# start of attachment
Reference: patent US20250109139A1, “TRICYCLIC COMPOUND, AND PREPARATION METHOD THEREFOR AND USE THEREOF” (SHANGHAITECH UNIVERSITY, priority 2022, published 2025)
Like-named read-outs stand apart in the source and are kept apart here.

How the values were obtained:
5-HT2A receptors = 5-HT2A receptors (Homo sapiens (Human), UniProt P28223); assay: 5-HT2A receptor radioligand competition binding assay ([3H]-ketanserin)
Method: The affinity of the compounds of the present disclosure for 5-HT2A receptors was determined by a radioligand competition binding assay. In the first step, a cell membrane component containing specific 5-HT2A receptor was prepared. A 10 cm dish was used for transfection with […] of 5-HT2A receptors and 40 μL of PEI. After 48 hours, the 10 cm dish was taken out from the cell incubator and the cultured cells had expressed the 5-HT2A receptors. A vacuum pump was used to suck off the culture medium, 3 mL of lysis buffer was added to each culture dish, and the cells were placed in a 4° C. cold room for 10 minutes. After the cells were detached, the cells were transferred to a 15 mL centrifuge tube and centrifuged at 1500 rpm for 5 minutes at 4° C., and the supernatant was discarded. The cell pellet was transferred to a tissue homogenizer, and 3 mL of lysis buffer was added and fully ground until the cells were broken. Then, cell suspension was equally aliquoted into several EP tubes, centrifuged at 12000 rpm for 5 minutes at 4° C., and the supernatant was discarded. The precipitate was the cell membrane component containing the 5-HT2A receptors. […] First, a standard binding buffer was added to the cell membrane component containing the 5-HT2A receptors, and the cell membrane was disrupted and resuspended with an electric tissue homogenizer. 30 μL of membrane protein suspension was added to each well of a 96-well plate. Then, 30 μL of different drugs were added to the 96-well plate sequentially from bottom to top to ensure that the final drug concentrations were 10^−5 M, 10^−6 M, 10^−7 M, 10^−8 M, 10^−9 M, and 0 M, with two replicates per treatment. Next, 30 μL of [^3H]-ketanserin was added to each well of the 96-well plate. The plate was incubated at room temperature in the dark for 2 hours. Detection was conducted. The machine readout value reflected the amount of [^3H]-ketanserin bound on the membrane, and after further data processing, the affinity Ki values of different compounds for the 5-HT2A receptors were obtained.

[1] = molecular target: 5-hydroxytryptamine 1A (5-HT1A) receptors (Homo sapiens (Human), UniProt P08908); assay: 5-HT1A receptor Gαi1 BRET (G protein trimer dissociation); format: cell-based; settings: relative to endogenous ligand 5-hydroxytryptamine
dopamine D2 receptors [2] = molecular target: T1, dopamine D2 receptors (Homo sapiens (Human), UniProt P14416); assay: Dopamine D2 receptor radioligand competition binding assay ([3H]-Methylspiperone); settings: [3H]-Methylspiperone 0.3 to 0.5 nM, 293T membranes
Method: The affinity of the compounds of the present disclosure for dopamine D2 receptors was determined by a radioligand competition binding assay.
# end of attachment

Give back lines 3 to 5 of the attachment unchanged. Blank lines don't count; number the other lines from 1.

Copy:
How the values were obtained:
5-HT2A receptors = 5-HT2A receptors (Homo sapiens (Human), UniProt P28223); assay: 5-HT2A receptor radioligand competition binding assay ([3H]-ketanserin)
Method: The affinity of the compounds of the present disclosure for 5-HT2A receptors was determined by a radioligand competition binding assay. In the first step, a cell membrane component containing specific 5-HT2A receptor was prepared. A 10 cm dish was used for transfection with […] of 5-HT2A receptors and 40 μL of PEI. After 48 hours, the 10 cm dish was taken out from the cell incubator and the cultured cells had expressed the 5-HT2A receptors. A vacuum pump was used to suck off the culture medium, 3 mL of lysis buffer was added to each culture dish, and the cells were placed in a 4° C. cold room for 10 minutes. After the cells were detached, the cells were transferred to a 15 mL centrifuge tube and centrifuged at 1500 rpm for 5 minutes at 4° C., and the supernatant was discarded. The cell pellet was transferred to a tissue homogenizer, and 3 mL of lysis buffer was added and fully ground until the cells were broken. Then, cell suspension was equally aliquoted into several EP tubes, centrifuged at 12000 rpm for 5 minutes at 4° C., and the supernatant was discarded. The precipitate was the cell membrane component containing the 5-HT2A receptors. […] First, a standard binding buffer was added to the cell membrane component containing the 5-HT2A receptors, and the cell membrane was disrupted and resuspended with an electric tissue homogenizer. 30 μL of membrane protein suspension was added to each well of a 96-well plate. Then, 30 μL of different drugs were added to the 96-well plate sequentially from bottom to top to ensure that the final drug concentrations were 10^−5 M, 10^−6 M, 10^−7 M, 10^−8 M, 10^−9 M, and 0 M, with two replicates per treatment. Next, 30 μL of [^3H]-ketanserin was added to each well of the 96-well plate. The plate was incubated at room temperature in the dark for 2 hours. Detection was conducted. The machine readout value reflected the amount of [^3H]-ketanserin bound on the membrane, and after further data processing, the affinity Ki values of different compounds for the 5-HT2A receptors were obtained.